Record deficits in the United States are coming

Even before the current economic crisis, the federal budget deficit was approaching record highs.

Today, after several waves of economic stimulus, budget watchers have seen red ink reach a level never seen before.

“We will have spent as much in the first six months of this crisis as we did on the five-year recovery during the Great Recession,” said Marc Goldwein of the Committee for a Responsible Federal Budget, a bipartisan think tank from DC.

“That money has done a lot of good,” Goldwein told Yahoo Finance, “but that doesn’t mean that borrowing is free.”

According to his group’s projections, bloated deficits will drive the national debt to rise from 79% of gross domestic product before the crisis to 101% this year. By 2030, estimates the CRFB, it will reach between 118% and 130% of GDP.

A billboard displaying the National Debt in Des Moines, Iowa as of December 2019. It is now estimated at nearly $80,000 per person. (Steven Pope/Getty Images for PGPF)

Other analyzes have found similar numbers. The CATO Institute recently suggested that the crisis will add $6 trillion to the US federal debt over time.

Billions of dollars out the door in just weeks

Congress has authorized about $3.6 trillion in new spending since the crisis began in March. Some of this money will eventually be returned to the treasury and so it is estimated that the net impact of spending will be around $2.4 trillion.

And the money moved quickly. It is estimated that more than half of the funds from the CARES Act and a follow-up bill have already been disbursed or committed. The Paycheck Protection Program has already approved more than $520 billion in small business loans, and the IRS has sent more than $267 billion in checks to individuals. Treasury Secretary Steven Mnuchin boasted that aid to Americans, like stimulus checks, was sent “in record time.”

In fact, although GDP fell during the first months of the recession, personal income is actually 5 to 8% compared to February. It’s counterintuitive but true, thanks to direct injections of cash like unemployment benefits and direct stimulus checks.

The level of debt “twice our historical average”

The Congressional Budget Office has already reviewed spending and estimates a 2020 budget deficit of $3.7 trillion. With another round of stimulus expected from Congress later this summer, it is likely to grow even more by the end of the year.

The CRFB has been running the numbers for 30 years. On a call with reporters, Goldwein stressed that these were rough projections, but they show that “debt will reach 220% of GDP under current law, and about 270%” in 30 years if Congress passes more stimulus.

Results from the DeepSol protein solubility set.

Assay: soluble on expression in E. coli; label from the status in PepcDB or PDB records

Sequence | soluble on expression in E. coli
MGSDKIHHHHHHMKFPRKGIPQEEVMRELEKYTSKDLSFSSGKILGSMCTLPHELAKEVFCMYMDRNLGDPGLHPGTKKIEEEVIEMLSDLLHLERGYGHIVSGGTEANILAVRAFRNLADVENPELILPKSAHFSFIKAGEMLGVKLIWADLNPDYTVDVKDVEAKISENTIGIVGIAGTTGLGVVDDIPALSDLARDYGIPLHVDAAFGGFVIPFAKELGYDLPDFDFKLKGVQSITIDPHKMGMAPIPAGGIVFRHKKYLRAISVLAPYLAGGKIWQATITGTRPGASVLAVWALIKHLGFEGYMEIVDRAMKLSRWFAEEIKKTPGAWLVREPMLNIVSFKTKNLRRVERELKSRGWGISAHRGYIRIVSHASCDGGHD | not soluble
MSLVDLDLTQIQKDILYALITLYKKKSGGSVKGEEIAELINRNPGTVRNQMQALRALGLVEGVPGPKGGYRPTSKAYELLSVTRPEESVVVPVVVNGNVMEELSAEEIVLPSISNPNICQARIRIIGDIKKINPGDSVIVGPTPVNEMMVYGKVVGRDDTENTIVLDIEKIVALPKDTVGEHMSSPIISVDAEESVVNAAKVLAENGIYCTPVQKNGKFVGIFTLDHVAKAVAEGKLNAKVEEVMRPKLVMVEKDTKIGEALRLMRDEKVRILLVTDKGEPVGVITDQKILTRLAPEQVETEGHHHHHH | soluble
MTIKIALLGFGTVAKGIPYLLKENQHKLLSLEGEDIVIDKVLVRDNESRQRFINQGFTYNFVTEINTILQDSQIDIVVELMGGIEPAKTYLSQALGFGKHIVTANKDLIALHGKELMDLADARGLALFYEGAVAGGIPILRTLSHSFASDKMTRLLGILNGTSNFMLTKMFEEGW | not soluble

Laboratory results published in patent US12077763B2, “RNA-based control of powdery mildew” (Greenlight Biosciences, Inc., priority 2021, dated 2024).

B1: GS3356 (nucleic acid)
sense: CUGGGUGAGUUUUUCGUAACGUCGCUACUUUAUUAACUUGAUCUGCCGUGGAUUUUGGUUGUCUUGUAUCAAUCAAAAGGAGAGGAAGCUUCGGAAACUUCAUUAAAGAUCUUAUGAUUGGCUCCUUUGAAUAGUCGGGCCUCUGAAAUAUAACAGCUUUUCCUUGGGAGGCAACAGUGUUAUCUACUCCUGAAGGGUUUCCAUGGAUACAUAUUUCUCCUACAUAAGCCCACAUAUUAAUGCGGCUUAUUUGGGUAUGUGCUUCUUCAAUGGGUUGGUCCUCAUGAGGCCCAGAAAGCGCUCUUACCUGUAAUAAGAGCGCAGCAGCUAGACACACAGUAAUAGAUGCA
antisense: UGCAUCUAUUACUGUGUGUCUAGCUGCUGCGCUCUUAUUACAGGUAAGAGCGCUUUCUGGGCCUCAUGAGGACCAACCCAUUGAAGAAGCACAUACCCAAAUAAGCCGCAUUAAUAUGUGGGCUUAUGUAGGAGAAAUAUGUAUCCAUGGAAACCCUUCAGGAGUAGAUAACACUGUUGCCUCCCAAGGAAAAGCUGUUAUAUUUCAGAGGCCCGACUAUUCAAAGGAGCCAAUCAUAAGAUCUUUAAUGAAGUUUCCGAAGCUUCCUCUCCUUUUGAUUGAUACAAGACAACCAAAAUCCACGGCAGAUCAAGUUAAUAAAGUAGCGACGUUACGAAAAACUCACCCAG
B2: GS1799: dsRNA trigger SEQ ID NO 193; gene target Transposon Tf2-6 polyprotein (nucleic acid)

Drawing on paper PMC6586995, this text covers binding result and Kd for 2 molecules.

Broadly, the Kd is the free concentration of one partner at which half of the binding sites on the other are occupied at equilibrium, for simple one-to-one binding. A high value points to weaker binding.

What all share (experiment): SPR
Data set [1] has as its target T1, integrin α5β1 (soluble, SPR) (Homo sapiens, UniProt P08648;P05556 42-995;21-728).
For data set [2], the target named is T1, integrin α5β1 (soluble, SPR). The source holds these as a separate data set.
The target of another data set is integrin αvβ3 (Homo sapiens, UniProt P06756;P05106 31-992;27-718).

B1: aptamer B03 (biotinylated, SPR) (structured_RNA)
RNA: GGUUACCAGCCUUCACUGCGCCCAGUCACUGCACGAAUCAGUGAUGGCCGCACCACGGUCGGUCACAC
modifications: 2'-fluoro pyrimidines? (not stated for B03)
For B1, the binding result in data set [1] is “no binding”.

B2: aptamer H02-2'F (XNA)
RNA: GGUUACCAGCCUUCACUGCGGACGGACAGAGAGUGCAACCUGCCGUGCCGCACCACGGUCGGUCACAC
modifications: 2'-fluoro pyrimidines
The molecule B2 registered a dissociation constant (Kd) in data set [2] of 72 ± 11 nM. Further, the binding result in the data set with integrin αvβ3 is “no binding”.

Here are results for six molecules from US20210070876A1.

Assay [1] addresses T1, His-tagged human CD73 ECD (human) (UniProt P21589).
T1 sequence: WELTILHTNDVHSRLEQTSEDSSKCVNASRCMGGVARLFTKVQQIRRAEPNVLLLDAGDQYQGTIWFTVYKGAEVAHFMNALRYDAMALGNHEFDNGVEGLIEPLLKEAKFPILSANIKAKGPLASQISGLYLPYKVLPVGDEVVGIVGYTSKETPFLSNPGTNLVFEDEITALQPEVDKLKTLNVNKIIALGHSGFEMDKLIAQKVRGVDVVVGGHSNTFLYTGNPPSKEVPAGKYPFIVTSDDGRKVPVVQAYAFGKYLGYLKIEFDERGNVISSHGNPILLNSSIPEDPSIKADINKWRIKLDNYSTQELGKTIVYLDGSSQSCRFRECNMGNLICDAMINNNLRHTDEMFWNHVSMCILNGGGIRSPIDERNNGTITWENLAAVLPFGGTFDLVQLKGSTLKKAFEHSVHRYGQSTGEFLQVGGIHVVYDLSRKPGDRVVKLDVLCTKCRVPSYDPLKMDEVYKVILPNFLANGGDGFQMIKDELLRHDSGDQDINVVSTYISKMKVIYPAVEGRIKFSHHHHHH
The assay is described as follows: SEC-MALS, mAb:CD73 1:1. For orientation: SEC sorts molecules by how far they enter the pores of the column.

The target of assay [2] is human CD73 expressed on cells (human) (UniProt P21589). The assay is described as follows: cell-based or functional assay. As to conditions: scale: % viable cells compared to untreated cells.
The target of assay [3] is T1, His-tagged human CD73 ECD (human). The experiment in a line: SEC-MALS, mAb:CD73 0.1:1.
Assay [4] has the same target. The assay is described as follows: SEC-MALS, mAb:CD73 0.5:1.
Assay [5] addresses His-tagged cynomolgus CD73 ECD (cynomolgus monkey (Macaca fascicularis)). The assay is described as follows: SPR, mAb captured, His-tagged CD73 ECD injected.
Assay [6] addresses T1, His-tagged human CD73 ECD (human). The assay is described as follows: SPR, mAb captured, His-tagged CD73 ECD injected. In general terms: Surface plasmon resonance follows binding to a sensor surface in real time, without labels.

Debt Projections Amid COVID-19

Debt Projections Amid COVID-19

“There is no precedent for anything close to this,” he said. “We’re talking about debt levels that are double our historical average.”

The previous record deficit was $1.4 trillion set in 2009. The CRFB estimates that every deficit in the next decade will break this record, with an average deficit of $2 trillion over the next decade.

“Now why is this happening? Well, it’s a combination of the recession itself, and the response is actually very costly,” Goldwein said.

Why ‘this is exactly when we should be borrowing’

Growing deficits have led some Republican lawmakers to push for a pause on other measures. “It’s all either borrowed money or created money, and either way Americans are going to pay the price,” Pennsylvania Sen. Pat Toomey told Yahoo Finance in a recent interview.

Democrats pushed for more stimulus as soon as possible. The Democratic-led HEROES Act, which passed the House of Representatives in May but was ignored by the Senate, cost $3 trillion.

“This is exactly when we should be borrowing,” Goldwein said of the money already spent, because it “makes sense to spread [the economic pain] overtime.” He appeared as part of Yahoo Finance’s ongoing partnership with the Funding our Future campaign, a group of organizations that advocate for increased retirement security for Americans.

Congress is expected to return in late July to possibly negotiate another stimulus deal and most expect a price tag of around $1 trillion.

Ben Werschkul is a producer for Yahoo Finance in Washington, DC.

Read more:

Key senator opposes more stimulus: No more need to ‘load the money cannon’

Coronavirus stimulus checks: Americans spend payments in ‘two big ways’

Coronavirus stimulus checks: What should happen before a second round

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